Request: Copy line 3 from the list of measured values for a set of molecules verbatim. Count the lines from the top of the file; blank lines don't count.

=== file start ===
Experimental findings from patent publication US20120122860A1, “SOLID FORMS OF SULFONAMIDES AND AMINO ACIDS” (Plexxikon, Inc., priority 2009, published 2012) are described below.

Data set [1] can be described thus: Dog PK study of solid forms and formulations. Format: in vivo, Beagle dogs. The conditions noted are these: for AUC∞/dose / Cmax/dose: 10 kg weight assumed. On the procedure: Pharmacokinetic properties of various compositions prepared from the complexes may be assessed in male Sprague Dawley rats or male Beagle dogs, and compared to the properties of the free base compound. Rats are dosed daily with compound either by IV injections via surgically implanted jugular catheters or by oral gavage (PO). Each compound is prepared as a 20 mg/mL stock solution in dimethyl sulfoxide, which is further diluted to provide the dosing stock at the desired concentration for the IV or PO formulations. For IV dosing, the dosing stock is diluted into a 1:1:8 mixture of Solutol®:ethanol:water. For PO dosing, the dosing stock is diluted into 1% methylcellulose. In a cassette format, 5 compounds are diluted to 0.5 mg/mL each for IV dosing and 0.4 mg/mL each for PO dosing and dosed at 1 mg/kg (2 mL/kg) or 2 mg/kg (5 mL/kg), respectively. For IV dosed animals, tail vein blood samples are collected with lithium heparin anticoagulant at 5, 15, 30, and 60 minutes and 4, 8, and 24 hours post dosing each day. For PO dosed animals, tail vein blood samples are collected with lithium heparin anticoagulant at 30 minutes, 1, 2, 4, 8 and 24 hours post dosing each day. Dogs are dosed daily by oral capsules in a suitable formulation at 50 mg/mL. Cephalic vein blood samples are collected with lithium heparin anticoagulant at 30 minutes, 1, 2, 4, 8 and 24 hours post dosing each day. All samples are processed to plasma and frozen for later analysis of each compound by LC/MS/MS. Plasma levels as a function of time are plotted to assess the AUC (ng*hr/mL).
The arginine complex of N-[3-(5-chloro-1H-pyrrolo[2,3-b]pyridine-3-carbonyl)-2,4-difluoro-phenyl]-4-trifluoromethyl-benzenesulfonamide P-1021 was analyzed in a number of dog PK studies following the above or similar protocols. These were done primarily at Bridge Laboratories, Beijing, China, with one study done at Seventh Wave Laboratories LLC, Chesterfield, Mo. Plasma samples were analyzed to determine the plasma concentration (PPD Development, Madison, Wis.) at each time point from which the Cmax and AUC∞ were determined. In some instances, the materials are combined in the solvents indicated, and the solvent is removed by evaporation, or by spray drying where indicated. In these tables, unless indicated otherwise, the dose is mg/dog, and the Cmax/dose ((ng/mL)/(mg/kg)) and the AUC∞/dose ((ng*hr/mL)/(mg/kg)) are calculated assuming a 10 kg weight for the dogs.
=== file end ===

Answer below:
The arginine complex of N-[3-(5-chloro-1H-pyrrolo[2,3-b]pyridine-3-carbonyl)-2,4-difluoro-phenyl]-4-trifluoromethyl-benzenesulfonamide P-1021 was analyzed in a number of dog PK studies following the above or similar protocols. These were done primarily at Bridge Laboratories, Beijing, China, with one study done at Seventh Wave Laboratories LLC, Chesterfield, Mo. Plasma samples were analyzed to determine the plasma concentration (PPD Development, Madison, Wis.) at each time point from which the Cmax and AUC∞ were determined. In some instances, the materials are combined in the solvents indicated, and the solvent is removed by evaporation, or by spray drying where indicated. In these tables, unless indicated otherwise, the dose is mg/dog, and the Cmax/dose ((ng/mL)/(mg/kg)) and the AUC∞/dose ((ng*hr/mL)/(mg/kg)) are calculated assuming a 10 kg weight for the dogs.